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Go Back   SailNet Community > General Interest > General Discussion (sailing related) > Passage to Chile
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Thread: Passage to Chile Reply to Thread
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Topic Review (Newest First)
12-31-2010 09:45 AM
Sequitur
Quote:
Originally Posted by Izzy1414 View Post
Michael,

Thanks so much for your update. I'm gunna have to remember to put your blog in my favorites. It is a very good read and very well done. I have a stupid question for you though. I have no experience with furling mains. Is there no way to get the clew down to a more comfortable deck level? Maybe unfurl and tame it with a halyard wrap? Like I said, I know jack about them, but I swear I got sore just reading your account and looking at your pictures of you riding your steed while making repairs.
In the 30-knot plus winds during the repair, I could see no other practical way of effecting the repair. In calmer conditions, I could have rolled-out a few metres and brought the clew back to the mast and closer to deck level, or rolled out the entire sail and lowered it on its halyard. The mount on the "steed" was actually rather comfortable; it was just the howling wind and flailing sail that made it awkward.
12-30-2010 05:50 PM
Izzy1414 Michael,

Thanks so much for your update. I'm gunna have to remember to put your blog in my favorites. It is a very good read and very well done. I have a stupid question for you though. I have no experience with furling mains. Is there no way to get the clew down to a more comfortable deck level? Maybe unfurl and tame it with a halyard wrap? Like I said, I know jack about them, but I swear I got sore just reading your account and looking at your pictures of you riding your steed while making repairs.
12-30-2010 07:58 AM
Sequitur
Quote:
Originally Posted by JonEisberg View Post
Your blog is very nicely done, I enjoyed that… I envy you, you’re headed to an awesome part of the world, I’ll be following your adventures with interest, and best wishes…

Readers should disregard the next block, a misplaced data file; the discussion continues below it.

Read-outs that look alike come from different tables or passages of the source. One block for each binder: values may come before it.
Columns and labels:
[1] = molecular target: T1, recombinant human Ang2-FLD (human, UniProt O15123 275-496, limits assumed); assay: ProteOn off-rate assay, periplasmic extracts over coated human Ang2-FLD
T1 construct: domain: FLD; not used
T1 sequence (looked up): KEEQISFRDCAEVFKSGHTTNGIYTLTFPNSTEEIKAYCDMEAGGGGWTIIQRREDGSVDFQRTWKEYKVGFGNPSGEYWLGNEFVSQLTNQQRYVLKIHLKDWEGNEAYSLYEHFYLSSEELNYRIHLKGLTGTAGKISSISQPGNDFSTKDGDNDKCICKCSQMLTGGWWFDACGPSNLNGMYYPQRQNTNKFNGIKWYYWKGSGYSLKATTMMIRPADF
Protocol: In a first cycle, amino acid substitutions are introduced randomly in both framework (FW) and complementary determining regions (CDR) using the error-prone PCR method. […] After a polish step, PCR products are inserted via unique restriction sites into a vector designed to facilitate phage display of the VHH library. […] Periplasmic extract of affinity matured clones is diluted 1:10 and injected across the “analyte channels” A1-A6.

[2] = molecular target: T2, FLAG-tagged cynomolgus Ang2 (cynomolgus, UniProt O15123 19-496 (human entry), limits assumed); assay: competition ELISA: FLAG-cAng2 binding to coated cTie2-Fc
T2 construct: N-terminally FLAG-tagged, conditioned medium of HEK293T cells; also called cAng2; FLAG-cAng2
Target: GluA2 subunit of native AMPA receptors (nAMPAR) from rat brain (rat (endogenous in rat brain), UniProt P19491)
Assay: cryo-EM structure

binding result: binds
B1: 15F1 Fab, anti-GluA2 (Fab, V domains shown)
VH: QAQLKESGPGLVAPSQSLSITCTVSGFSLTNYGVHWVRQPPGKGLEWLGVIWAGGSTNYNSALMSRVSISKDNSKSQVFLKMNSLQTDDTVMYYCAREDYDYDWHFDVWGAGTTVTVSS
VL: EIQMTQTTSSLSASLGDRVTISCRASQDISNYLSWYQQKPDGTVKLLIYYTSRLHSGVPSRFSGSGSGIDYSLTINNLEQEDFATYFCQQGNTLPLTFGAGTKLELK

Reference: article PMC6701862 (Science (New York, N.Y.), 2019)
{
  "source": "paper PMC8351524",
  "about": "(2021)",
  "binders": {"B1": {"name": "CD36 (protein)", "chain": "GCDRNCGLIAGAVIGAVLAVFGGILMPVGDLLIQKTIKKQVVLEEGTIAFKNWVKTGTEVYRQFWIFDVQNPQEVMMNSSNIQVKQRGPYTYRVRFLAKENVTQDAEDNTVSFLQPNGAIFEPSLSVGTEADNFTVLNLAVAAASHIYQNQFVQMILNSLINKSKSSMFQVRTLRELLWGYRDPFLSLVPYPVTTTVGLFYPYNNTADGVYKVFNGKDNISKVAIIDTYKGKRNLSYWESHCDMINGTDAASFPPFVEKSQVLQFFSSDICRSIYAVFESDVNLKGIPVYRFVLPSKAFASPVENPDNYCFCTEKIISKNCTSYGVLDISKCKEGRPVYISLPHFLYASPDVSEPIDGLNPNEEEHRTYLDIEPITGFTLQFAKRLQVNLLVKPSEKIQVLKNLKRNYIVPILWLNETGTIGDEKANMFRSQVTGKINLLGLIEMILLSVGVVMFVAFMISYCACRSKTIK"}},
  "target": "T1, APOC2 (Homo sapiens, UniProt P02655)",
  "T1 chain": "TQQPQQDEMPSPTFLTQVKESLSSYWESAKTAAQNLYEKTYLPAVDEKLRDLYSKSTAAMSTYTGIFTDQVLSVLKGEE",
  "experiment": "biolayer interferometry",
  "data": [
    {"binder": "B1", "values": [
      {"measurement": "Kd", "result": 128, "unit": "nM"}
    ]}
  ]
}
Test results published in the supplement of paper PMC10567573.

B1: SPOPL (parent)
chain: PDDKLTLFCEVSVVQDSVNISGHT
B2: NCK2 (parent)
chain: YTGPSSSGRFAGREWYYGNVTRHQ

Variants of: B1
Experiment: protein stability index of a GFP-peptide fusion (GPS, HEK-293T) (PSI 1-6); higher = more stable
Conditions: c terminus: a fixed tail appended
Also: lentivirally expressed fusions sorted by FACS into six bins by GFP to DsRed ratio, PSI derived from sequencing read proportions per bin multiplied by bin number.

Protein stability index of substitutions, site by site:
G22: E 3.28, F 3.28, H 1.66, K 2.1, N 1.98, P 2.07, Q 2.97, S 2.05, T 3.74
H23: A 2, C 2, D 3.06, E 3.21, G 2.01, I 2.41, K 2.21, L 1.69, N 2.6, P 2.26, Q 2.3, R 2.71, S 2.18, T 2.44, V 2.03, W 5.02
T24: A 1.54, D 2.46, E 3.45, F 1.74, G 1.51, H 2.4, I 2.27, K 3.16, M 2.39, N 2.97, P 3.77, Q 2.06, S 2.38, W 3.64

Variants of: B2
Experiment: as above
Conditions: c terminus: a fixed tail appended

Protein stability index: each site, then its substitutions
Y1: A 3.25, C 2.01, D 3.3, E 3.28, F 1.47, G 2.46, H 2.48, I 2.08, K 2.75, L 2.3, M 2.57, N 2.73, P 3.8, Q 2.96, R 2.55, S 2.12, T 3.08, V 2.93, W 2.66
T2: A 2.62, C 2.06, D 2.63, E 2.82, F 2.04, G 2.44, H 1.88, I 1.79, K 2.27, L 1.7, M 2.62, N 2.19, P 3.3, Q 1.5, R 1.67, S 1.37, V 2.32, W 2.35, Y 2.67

One suggestion regarding your main… I presume, like most in-mast furling mains I see, the webbing that failed does not roll up inside the mast when furled… Wouldn’t surprise me if UV degradation of the webbing could have contributed to its failure, you might want to fabricate a small removable sleeve or cover just for the webbing, as obviously the sailcloth itself is already so protected…
Thank you for your kind comments.

We have already figured-out the UV degradation aspect, and have whipped-up a small cover. Now we have to figure a good system to remind ourselves it is in place; probably a red tag on the outhaul.
12-29-2010 08:23 PM
JonEisberg Your blog is very nicely done, I enjoyed that… I envy you, you’re headed to an awesome part of the world, I’ll be following your adventures with interest, and best wishes…

One suggestion regarding your main… I presume, like most in-mast furling mains I see, the webbing that failed does not roll up inside the mast when furled… Wouldn’t surprise me if UV degradation of the webbing could have contributed to its failure, you might want to fabricate a small removable sleeve or cover just for the webbing, as obviously the sailcloth itself is already so protected…
12-29-2010 07:07 PM
LakeSuperiorGeezer Any other countries to avoid besides Peru? Maybe I should turn it around and ask what countries were a peasant experience that you could recommend as a place to visit?
12-29-2010 03:42 PM
Sequitur
Quote:
Originally Posted by AdamLein View Post
Out of curiosity, when you radio to Tramar or Guardia Costera, and when you talked to the chaps who boarded you, was it in English or Spanish?
Ships on the high seas mostly use English when communicating with shore stations, and the coast guards have English-speaking radio operators. The uniforms who boarded us in San Nicolas were led by an English-speaking officer, and the female officer in the group was also rather fluent in English.
12-29-2010 01:02 PM
AdamLein Great entry and photos, thanks for sharing! And way to go with your repairs.

But too bad about Peru. I hope Chile will work out better for you.

Out of curiosity, when you radio to Tramar or Guardia Costera, and when you talked to the chaps who boarded you, was it in English or Spanish?
12-29-2010 10:27 AM
w1651 Good to hear no damage done.
12-29-2010 09:18 AM
Sequitur
Quote:
Originally Posted by w1651 View Post
I'm wondering what was that line you caught on the way there? Was it to a net or a fishing line?
Hows your Prop? (that sounds dirty)
The line was polyprop about 6mm and attached to it every 10m or so was a monofiliment with a hook baited with clumps of plastic roe. Also every 50m or so there was an 8 to 10cm float. I don't know how long the line was, but I would think they would put out many hundreds of metres at a time. We caught a bight of it and the diver told us it was tightly wrapped around the screw. The diver cost P25,000 about CA$53 or US$54.

The screw is healthy and yesterday we motored alongside to our first marina since March.

I need to revisit the idea of a line cutter on our shaft.
12-28-2010 09:48 PM
jrd22 Great blog, thanks for sharing your story. Fair winds.
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